## The role of satellite altimetry in gravity field modelling in coastal areas

- O. B. Anderson, P. Knudsen
- Phys. Chem. Earth (A),
- 2000

2 Excerpts

- Published 2003

FALCON airborne gravity gradient data can be converted to vertical gravity via direct integration techniques (Gunn, 1975) or equivalent source methods (Dampney, 1969), and hence compared with conventional gravimetry data. Either conversion process amplifies long wavelength features from the gravity gradient data and therefore makes regional scale features vulnerable to distortion. Recent FALCON surveys over areas with pre-existing ground gravity have allowed proper assessment of when conversion problems may arise. Comparison of FALCON and ground data from three different areas indicated that derived vertical gravity is very good at wavelengths less than the minimum survey dimension, spectral analysis showing errors are typically 0.1 mGal / km for wavelengths below this limit. A similar analysis by Bruton et al. (2001), of profile gravity data from three airborne gravimetry systems, showed error of spectral character different to that achievable via FALCON, with steadily decreasing contribution to the total error from longer wavelengths. This independent analysis of the airborne gravity systems indicated that the limiting wavelength, beyond which airborne gravimetry profiles becomes more accurate than a detailed FALCON gradiometry survey data, is in the range 10-20 km. Regional-scale gravity databases, sparse marine track data, or satellite-derived gravity can be used to conform the FALCON gravity to the regional data beyond a certain wavelength. This overcomes the limitation of FALCON gravity at long wavelengths. Given typical survey dimensions of 10-100 km, and provided that the reliable range of wavelengths in the FALCON and regional data overlap sufficiently, it is possible to derive gravity data having errors of approximately 0.1 mGal / km and sampling all features with wavelengths greater than 300 m. Introduction The FALCON airborne gravity gradiometer (AGG) measures the two horizontal differential curvature gradients (Lee, 2001), quantities also measured by the original Eötvös torsion balances (Heiland, 1968; Telford, 1990). Within a north, east, down coordinate system and with subscripts denoting derivatives, these quantities are second derivatives of the gravitation potential referred to as GNE and GUV = ((GNN GEE)/2). Differential curvature gradients measure the degree of distortion of the gravitational equipotential surface from a spherical shape. Traditional gravimeters, on the other hand, measure the vertical acceleration due to gravity (which we denote by gD), arguably a less abstract quantity for interpretation. Gravimeters and gravity gradiometers both measure derivatives of the gravitational potential. Well known algorithms allow conversion between these various derivatives to produce theoretically equivalent quantities. Such conversions, based on integration of the gravity gradients and equivalent source techniques, are applied routinely to FALCON gravity gradient data to derive the more familiar vertical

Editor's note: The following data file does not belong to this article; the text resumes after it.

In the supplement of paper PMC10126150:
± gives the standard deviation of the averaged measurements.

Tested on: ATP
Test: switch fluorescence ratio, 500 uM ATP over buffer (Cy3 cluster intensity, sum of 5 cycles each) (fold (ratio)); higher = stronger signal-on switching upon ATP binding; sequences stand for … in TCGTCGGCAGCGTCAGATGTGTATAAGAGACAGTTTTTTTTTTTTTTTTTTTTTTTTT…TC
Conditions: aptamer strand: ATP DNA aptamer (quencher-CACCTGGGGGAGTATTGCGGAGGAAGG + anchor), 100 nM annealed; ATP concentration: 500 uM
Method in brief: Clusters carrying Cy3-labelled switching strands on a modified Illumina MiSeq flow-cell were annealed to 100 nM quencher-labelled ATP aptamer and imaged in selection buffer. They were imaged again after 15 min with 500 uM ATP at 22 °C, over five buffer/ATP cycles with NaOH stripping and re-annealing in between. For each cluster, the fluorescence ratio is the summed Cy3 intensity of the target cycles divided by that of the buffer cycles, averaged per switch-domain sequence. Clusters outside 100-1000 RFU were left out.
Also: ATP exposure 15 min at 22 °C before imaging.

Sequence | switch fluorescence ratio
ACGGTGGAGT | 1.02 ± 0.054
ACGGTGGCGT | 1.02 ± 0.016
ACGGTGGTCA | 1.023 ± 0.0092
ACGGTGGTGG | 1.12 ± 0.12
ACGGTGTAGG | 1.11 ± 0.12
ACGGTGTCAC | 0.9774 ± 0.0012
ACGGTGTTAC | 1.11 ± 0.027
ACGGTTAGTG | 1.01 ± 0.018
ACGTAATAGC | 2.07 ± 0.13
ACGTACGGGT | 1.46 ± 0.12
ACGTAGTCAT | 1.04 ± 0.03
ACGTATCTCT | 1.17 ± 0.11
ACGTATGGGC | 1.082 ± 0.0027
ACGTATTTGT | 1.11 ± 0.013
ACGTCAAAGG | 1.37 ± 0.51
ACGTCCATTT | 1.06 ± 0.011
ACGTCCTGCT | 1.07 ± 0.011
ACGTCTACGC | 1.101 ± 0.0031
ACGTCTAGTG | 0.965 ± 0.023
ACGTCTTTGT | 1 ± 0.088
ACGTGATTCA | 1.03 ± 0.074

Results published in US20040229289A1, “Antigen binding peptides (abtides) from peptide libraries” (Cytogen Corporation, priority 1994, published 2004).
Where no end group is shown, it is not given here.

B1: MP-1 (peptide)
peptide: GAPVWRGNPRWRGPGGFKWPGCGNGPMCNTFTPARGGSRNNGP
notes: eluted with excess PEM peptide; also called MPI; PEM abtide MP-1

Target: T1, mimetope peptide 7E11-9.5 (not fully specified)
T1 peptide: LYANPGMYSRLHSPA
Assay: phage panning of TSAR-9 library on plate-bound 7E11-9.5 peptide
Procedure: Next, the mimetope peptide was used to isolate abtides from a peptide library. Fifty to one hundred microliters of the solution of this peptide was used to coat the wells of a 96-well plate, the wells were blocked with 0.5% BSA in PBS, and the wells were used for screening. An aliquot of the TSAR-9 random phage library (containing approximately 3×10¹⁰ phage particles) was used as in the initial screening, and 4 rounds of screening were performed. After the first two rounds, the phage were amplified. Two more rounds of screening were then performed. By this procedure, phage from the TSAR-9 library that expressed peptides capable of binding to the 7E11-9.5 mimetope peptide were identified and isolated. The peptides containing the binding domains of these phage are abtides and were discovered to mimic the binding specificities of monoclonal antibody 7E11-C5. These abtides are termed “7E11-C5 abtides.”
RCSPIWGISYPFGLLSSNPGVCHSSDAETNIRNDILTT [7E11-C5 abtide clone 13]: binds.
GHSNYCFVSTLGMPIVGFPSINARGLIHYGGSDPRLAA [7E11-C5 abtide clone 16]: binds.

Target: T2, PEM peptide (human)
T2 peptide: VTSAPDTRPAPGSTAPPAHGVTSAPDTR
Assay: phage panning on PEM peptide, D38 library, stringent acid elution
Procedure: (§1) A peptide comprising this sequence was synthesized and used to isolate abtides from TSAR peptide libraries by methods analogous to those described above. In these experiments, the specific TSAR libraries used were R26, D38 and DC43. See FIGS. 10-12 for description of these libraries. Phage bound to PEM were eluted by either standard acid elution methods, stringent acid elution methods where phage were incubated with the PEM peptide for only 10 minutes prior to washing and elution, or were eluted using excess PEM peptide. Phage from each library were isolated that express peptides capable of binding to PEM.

@inproceedings{Boggs2003AnalysisOE,
title={Analysis of Errors in Gravity Derived from the FALCON Airborne Gravity Gradiometer},
author={David B. Boggs and Mark H. Dransfield},
year={2003}
}